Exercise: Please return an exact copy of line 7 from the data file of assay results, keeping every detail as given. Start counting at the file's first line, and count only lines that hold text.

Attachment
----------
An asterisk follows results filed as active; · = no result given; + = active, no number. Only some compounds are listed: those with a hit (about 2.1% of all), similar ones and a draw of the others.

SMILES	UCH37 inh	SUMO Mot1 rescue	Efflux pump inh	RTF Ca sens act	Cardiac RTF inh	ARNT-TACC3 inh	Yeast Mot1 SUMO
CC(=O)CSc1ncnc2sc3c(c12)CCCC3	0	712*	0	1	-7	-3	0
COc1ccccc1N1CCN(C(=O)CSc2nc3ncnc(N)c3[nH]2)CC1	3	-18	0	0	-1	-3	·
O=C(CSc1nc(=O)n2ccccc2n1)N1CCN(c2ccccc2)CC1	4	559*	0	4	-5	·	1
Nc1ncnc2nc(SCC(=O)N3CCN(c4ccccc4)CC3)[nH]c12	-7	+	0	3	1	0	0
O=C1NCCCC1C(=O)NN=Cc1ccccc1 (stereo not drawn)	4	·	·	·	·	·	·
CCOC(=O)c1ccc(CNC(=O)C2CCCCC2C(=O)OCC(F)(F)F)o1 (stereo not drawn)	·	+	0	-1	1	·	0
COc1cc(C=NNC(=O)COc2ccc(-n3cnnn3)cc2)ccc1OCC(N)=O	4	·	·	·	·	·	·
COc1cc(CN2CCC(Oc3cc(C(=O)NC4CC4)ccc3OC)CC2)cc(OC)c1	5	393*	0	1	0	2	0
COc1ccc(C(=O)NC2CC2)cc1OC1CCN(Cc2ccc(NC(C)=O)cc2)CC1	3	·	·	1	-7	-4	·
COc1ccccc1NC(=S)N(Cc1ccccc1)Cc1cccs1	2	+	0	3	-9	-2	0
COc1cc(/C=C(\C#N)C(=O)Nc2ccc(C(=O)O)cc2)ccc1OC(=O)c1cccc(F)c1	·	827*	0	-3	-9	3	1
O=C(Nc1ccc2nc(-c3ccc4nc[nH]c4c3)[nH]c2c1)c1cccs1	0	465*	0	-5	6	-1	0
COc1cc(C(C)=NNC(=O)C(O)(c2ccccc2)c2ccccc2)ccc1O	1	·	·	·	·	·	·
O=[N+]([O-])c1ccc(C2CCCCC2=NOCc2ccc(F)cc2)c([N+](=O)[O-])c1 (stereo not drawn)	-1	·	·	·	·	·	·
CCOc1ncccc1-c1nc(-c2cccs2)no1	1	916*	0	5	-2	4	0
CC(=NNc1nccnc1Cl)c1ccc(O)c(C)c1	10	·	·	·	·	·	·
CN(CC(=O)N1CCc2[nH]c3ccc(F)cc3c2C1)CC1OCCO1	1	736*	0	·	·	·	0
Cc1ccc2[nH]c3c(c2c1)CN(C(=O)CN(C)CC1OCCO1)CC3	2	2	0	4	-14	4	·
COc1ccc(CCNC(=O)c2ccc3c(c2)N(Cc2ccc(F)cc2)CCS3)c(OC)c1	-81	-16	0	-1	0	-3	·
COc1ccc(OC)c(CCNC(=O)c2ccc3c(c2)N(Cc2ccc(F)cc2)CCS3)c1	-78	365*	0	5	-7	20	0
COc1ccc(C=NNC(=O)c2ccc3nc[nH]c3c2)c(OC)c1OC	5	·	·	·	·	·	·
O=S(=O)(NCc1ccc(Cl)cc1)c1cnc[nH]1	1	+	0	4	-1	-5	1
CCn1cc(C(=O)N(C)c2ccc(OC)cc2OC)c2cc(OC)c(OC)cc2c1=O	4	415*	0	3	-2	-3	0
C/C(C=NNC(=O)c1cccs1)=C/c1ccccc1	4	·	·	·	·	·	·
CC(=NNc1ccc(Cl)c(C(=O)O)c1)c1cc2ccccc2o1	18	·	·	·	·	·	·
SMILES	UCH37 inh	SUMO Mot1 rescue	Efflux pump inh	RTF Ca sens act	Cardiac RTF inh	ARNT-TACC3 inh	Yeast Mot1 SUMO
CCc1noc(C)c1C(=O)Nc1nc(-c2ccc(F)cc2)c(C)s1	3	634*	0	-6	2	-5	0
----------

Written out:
O=C1NCCCC1C(=O)NN=Cc1ccccc1 (stereo not drawn)	4	·	·	·	·	·	·